This paper was written for the Russian Service of Radio Free Europe / Radio Liberty. It can be accessed at, Voronov, V. ‘Tanki dlya Parada’ , svoboda.org, 28 June 2015, available at: http://www.svoboda.org/content/article/27095289.html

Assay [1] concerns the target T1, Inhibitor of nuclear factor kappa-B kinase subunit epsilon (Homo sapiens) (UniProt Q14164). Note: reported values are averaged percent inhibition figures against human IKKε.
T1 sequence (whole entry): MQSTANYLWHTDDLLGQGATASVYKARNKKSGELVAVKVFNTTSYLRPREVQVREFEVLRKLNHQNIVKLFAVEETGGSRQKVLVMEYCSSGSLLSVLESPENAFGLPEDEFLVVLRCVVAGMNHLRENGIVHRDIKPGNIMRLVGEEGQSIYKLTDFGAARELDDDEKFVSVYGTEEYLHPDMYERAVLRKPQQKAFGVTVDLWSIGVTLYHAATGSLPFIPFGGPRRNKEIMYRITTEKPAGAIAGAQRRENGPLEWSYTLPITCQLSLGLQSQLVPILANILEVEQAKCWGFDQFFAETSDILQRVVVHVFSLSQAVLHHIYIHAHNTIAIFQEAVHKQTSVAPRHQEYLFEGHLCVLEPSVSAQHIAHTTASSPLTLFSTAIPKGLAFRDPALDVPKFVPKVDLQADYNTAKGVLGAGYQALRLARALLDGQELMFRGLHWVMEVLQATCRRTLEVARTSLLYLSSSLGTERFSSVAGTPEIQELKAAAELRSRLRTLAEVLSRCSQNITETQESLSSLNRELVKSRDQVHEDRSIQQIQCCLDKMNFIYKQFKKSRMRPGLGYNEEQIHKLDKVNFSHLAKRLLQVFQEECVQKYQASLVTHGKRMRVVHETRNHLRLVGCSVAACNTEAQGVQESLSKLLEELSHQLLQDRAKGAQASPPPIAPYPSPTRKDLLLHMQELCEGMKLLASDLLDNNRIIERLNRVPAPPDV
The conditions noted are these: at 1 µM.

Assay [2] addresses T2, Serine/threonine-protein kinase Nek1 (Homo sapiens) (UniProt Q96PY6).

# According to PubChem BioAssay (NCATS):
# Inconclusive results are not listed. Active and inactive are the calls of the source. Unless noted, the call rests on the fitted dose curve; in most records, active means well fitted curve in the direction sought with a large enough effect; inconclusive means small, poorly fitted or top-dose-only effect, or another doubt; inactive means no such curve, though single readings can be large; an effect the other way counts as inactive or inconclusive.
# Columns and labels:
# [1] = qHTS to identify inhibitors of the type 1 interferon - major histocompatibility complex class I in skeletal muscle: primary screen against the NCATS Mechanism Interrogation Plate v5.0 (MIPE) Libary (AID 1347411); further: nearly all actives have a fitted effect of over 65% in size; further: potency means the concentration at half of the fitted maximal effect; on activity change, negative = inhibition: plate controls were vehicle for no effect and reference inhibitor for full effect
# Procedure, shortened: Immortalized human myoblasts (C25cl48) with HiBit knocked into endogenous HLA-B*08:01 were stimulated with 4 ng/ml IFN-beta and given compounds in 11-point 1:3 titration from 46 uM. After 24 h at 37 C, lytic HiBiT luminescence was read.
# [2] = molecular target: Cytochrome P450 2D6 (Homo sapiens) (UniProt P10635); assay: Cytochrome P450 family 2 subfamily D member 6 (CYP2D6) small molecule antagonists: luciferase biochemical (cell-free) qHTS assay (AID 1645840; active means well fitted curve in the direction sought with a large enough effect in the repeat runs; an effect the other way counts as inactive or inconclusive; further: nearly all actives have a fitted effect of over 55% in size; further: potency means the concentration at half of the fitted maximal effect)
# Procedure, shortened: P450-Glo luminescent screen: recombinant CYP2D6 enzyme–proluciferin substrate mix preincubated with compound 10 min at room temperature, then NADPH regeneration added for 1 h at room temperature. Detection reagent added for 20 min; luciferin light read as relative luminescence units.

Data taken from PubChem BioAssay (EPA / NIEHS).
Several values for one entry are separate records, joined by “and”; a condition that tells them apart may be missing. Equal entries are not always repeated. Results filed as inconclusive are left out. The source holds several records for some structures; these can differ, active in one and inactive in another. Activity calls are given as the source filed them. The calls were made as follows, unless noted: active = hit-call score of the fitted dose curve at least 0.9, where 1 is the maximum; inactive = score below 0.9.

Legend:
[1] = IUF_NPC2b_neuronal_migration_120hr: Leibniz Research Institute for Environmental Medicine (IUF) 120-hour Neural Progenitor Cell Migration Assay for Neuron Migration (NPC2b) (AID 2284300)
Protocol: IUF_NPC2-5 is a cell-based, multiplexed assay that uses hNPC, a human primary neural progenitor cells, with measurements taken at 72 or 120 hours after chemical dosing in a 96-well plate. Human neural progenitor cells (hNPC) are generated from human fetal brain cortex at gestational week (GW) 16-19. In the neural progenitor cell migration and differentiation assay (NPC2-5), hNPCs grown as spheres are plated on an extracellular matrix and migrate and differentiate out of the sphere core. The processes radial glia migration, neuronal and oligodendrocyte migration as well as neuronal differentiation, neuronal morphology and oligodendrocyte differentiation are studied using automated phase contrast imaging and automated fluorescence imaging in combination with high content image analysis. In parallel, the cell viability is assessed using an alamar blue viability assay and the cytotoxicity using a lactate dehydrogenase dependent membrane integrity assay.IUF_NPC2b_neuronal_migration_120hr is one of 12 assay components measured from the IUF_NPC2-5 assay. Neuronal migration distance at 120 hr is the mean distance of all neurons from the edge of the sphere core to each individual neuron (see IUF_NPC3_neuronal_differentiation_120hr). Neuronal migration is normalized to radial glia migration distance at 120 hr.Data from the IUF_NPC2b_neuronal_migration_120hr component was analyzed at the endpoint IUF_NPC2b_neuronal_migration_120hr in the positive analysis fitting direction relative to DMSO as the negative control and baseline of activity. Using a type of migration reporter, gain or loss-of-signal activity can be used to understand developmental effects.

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much you modify an old design, you will not produce anything radically new. Back in 2009, the Russian Defense Ministry admitted that some 200 of its almost 300 MiG29 fighters could not take to the air because of corrosion in the tailplane. A Russian air force commission subsequently established that such corrosion had affected no fewer than 80% of MiG-29s. Given that the stated service life of the airframe is approximately 20 years (2,500 flying hours), a large number, possibly a majority, of these fighters had been flying for over 25 years. The MiG-31 interceptor went into production in 1979, was discontinued in 1993 and, as reported at a hearing in the State Duma in April 2013, no more than 120 of them were still in service. The Russian air force commander, Viktor Bondarev, said the interceptor and its components were obsolete and in poor condition. The Su-30 heavy fighter, an updated version of the combat training Su-27, has been flying since 1989. There are very large numbers of them in India, where the Indians complain of poor quality. Six have crashed. The main complaint is unreliability of the engines, which makes it necessary to retire the Su-30 before the guaranteed service life has even expired. There are many grievances about its electronics, which malfunction frequently, and the ejection seat has a worrying tendency to trigger automatically during taxiing. The flagship of the Russian air force is the Su-34 fighter-bomber, itself only a modification of the venerable old Su-27. Work on the design was begun in the early to mid-1980s. It is officially claimed to be in production and being delivered in quantity to the armed forces, but it would be premature to claim it is in full production. A few years ago a commission of the High Command of the Air Force sent a report to the minister of defense complaining that all the Su-34s delivered had substantial defects that would detract from fully effective operational use. Moreover, each aircraft was said to have particular problems of its own. The Su-34, the report went on, “is criticized by the aircrews, who are obliged to battle with defects on every flight.” Worst affected were the radar and sighting navigation systems. Several months before the Red Square parade, it was being said that the highlight of the flypast would be the “unrivalled” PAK FA T-50 fifth-generation fighter, an “advanced airborne frontline aviation system”. In the end, however, the T-50 was omitted from the flypast programme, which indicates that the military are doubtful about its reliability. All key information about the aircraft’s specification is classified. Air Force Commander Viktor Bondarenko predicted back in July 2012 that the air force would take delivery of the first 14 production models in 2013, and that large-scale scheduled deliveries would begin in 2015. The plane is, however, still in the test phase, 5 flying prototypes are in existence, and not one has yet been released for field trials. Ministry of Defense representatives have announced that only 12 T-50 fighters will now be manufactured instead of the planned 52. Experts believe that, apart from purely financial concerns, this is due to military dissatisfaction with the performance of the aircraft’s “interim” engines, so if the T-50 ever does enter service, it will be no earlier than 2020.